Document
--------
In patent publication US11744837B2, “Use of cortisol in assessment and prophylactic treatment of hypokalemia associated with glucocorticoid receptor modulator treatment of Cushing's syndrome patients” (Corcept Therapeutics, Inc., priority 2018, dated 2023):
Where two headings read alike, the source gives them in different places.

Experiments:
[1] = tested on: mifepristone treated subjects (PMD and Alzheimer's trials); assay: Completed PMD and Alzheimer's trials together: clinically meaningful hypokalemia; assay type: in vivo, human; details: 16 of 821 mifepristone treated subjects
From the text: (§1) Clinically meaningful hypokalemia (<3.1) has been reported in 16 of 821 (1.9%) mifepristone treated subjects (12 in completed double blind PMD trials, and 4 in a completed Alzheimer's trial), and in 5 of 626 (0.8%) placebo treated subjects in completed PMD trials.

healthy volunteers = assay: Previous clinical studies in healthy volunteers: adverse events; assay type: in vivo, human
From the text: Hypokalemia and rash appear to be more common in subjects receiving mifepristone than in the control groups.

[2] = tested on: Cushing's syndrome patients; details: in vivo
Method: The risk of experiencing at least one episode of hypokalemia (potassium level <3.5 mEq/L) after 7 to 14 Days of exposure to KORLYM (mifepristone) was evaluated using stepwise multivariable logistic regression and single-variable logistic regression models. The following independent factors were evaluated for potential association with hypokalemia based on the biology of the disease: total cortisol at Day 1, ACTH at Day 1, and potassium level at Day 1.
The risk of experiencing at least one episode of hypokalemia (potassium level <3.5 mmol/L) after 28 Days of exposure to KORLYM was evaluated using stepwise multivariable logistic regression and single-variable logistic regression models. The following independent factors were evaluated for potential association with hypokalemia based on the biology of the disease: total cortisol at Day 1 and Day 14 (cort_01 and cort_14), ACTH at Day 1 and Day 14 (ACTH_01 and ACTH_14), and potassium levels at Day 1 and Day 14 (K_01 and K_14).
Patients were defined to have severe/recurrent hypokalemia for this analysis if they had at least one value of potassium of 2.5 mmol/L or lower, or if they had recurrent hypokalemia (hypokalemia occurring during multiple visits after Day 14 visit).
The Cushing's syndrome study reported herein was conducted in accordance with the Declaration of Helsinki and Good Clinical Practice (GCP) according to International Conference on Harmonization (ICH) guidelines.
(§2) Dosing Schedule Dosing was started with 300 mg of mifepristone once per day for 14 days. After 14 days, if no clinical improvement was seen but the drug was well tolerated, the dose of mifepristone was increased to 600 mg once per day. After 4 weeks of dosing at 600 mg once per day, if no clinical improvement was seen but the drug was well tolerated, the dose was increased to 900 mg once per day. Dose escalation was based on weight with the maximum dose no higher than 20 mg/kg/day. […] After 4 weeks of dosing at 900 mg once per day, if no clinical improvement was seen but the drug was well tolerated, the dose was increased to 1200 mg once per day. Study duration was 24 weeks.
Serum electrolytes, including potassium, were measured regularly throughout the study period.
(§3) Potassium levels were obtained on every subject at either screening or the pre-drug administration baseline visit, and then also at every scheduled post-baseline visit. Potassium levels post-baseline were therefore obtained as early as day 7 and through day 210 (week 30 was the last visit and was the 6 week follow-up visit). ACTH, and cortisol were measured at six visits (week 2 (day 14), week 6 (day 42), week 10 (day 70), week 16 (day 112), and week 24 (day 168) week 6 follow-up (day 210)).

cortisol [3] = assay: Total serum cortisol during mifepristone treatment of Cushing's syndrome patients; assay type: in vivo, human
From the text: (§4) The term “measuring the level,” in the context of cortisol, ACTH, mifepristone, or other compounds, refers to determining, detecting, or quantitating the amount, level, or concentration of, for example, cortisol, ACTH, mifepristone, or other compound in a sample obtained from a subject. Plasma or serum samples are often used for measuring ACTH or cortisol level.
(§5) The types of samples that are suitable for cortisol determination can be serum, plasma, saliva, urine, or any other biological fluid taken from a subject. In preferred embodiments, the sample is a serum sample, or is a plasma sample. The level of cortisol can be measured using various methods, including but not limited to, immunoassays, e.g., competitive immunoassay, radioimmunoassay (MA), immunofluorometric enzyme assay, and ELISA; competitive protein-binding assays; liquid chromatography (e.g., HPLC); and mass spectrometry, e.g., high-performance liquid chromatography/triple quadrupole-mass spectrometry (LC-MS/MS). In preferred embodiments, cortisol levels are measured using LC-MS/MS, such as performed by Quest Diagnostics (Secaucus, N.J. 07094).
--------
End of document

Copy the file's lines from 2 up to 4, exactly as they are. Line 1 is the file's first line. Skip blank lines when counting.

Where two headings read alike, the source gives them in different places.

Experiments:
[1] = tested on: mifepristone treated subjects (PMD and Alzheimer's trials); assay: Completed PMD and Alzheimer's trials together: clinically meaningful hypokalemia; assay type: in vivo, human; details: 16 of 821 mifepristone treated subjects